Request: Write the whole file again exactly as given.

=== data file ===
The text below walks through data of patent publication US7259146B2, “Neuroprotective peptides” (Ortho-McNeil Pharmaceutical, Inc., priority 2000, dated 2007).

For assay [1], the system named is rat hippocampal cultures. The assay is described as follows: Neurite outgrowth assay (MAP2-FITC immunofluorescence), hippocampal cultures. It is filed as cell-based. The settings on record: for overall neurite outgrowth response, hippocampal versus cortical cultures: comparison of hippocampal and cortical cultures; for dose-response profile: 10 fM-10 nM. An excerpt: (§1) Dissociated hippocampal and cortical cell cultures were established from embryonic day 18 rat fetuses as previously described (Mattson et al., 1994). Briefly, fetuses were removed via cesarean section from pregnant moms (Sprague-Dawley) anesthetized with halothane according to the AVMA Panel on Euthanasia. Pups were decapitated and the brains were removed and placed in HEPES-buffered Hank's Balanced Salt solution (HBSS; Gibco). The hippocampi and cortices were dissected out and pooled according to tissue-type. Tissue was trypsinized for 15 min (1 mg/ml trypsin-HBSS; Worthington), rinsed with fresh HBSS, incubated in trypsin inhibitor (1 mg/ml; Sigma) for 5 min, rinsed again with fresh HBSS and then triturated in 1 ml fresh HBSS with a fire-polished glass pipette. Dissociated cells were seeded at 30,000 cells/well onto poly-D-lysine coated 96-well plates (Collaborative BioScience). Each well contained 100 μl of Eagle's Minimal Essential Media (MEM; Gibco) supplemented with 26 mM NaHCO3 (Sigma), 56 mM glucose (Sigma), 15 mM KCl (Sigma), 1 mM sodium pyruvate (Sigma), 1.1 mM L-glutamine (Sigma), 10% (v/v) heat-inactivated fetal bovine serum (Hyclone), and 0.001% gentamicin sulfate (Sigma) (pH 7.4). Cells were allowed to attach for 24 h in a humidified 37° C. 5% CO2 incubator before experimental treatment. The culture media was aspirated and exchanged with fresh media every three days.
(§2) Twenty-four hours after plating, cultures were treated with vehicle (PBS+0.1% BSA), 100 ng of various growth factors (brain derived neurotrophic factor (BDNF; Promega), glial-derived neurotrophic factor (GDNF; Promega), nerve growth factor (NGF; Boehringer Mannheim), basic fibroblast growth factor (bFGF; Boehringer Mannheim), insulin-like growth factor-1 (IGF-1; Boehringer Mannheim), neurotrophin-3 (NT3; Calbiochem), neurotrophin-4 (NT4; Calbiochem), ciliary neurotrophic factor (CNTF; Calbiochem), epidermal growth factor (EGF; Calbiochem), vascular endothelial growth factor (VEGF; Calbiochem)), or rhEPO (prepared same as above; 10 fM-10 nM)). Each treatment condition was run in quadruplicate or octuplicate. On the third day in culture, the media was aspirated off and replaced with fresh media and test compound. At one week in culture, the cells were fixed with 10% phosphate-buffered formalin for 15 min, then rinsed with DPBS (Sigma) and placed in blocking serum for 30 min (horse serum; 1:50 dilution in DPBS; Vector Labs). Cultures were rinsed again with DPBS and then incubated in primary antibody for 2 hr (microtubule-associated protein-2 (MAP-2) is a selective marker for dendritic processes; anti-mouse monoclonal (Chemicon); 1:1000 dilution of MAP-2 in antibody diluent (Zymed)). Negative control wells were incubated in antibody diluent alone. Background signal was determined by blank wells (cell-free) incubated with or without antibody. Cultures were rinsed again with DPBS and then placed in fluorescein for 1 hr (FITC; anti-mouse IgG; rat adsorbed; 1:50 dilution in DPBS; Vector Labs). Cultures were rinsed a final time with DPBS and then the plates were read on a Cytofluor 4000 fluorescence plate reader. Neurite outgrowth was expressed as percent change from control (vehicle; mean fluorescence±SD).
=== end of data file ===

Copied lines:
The text below walks through data of patent publication US7259146B2, “Neuroprotective peptides” (Ortho-McNeil Pharmaceutical, Inc., priority 2000, dated 2007).

For assay [1], the system named is rat hippocampal cultures. The assay is described as follows: Neurite outgrowth assay (MAP2-FITC immunofluorescence), hippocampal cultures. It is filed as cell-based. The settings on record: for overall neurite outgrowth response, hippocampal versus cortical cultures: comparison of hippocampal and cortical cultures; for dose-response profile: 10 fM-10 nM. An excerpt: (§1) Dissociated hippocampal and cortical cell cultures were established from embryonic day 18 rat fetuses as previously described (Mattson et al., 1994). Briefly, fetuses were removed via cesarean section from pregnant moms (Sprague-Dawley) anesthetized with halothane according to the AVMA Panel on Euthanasia. Pups were decapitated and the brains were removed and placed in HEPES-buffered Hank's Balanced Salt solution (HBSS; Gibco). The hippocampi and cortices were dissected out and pooled according to tissue-type. Tissue was trypsinized for 15 min (1 mg/ml trypsin-HBSS; Worthington), rinsed with fresh HBSS, incubated in trypsin inhibitor (1 mg/ml; Sigma) for 5 min, rinsed again with fresh HBSS and then triturated in 1 ml fresh HBSS with a fire-polished glass pipette. Dissociated cells were seeded at 30,000 cells/well onto poly-D-lysine coated 96-well plates (Collaborative BioScience). Each well contained 100 μl of Eagle's Minimal Essential Media (MEM; Gibco) supplemented with 26 mM NaHCO3 (Sigma), 56 mM glucose (Sigma), 15 mM KCl (Sigma), 1 mM sodium pyruvate (Sigma), 1.1 mM L-glutamine (Sigma), 10% (v/v) heat-inactivated fetal bovine serum (Hyclone), and 0.001% gentamicin sulfate (Sigma) (pH 7.4). Cells were allowed to attach for 24 h in a humidified 37° C. 5% CO2 incubator before experimental treatment. The culture media was aspirated and exchanged with fresh media every three days.
(§2) Twenty-four hours after plating, cultures were treated with vehicle (PBS+0.1% BSA), 100 ng of various growth factors (brain derived neurotrophic factor (BDNF; Promega), glial-derived neurotrophic factor (GDNF; Promega), nerve growth factor (NGF; Boehringer Mannheim), basic fibroblast growth factor (bFGF; Boehringer Mannheim), insulin-like growth factor-1 (IGF-1; Boehringer Mannheim), neurotrophin-3 (NT3; Calbiochem), neurotrophin-4 (NT4; Calbiochem), ciliary neurotrophic factor (CNTF; Calbiochem), epidermal growth factor (EGF; Calbiochem), vascular endothelial growth factor (VEGF; Calbiochem)), or rhEPO (prepared same as above; 10 fM-10 nM)). Each treatment condition was run in quadruplicate or octuplicate. On the third day in culture, the media was aspirated off and replaced with fresh media and test compound. At one week in culture, the cells were fixed with 10% phosphate-buffered formalin for 15 min, then rinsed with DPBS (Sigma) and placed in blocking serum for 30 min (horse serum; 1:50 dilution in DPBS; Vector Labs). Cultures were rinsed again with DPBS and then incubated in primary antibody for 2 hr (microtubule-associated protein-2 (MAP-2) is a selective marker for dendritic processes; anti-mouse monoclonal (Chemicon); 1:1000 dilution of MAP-2 in antibody diluent (Zymed)). Negative control wells were incubated in antibody diluent alone. Background signal was determined by blank wells (cell-free) incubated with or without antibody. Cultures were rinsed again with DPBS and then placed in fluorescein for 1 hr (FITC; anti-mouse IgG; rat adsorbed; 1:50 dilution in DPBS; Vector Labs). Cultures were rinsed a final time with DPBS and then the plates were read on a Cytofluor 4000 fluorescence plate reader. Neurite outgrowth was expressed as percent change from control (vehicle; mean fluorescence±SD).